Yesterday I went into the city to watch the New York City Marathon. It was a perfect marathon day, cool temperatures and sunny skies. The kind of day that sparkles. The kind of day that makes you believe anything is possible and makes you feel happy to be alive.
From beginning to end, the streets were lined with spectators yelling encouragement to the runners as they passed by. Music blared, people waved signs, children jumped up and down with excitement. Some were there to root on someone they knew but most of us were there shouting our support to strangers, applauding their incredible effort. We all got into the spirit of the day, cheering loudly, yelling and encouraging them in their quest. The excitement was infectious.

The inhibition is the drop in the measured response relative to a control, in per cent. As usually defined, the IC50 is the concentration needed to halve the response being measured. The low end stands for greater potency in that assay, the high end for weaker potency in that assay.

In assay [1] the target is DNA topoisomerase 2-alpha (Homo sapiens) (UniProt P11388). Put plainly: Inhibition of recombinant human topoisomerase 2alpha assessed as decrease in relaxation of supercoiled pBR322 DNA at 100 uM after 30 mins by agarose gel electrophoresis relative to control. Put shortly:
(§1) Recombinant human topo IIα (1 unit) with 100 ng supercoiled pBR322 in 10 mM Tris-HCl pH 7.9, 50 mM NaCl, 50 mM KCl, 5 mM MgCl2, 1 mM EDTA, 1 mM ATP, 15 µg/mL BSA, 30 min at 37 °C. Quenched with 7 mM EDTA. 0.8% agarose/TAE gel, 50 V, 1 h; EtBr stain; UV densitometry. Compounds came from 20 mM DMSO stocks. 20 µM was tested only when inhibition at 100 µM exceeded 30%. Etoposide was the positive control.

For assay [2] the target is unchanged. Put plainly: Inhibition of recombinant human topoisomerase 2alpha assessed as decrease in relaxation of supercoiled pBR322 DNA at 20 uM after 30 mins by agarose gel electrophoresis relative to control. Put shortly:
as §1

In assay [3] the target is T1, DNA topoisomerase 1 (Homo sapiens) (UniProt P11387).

Runners had come from around the country and across the globe and many had written their names on their shirts. I began to feel a personal connection as I shouted encouragement to Paulo, Erik, Birthe, Anthony, Susan and countless others. There were solo runners, small groups and large groups. Tall, short, young and old. Every size and shape.
I was standing on 1st Ave. and 88th St., at about mile 18 of the 26.2 mile race. We marveled at how fresh some of the runners seemed, as if they had just begun the race and hadn’t already run from Staten Island, through Brooklyn and Queens and up 30 blocks on the east side of Manhattan. They still had to make it to the Bronx before heading down 5th Avenue to the finish line in Central Park. NYC Marathon Course. Some runners were showing signs of the miles they’d already run – limping, clutching a cramped side, sweating. Yet there was such determination on their faces. A belief that they would finish the race.
A new course record was set yesterday by Geoffrey Mutai of Kenya when he finished the race in 2 hours, 5 minutes, 6 seconds. Incredible. Amazing. But guess what? He ran the race exactly the same way as the 50th runner to cross the line, or the 100th, or the 1,000th.
The road to recovery from ED is achieved the same way.
ONE STEP AT A TIME.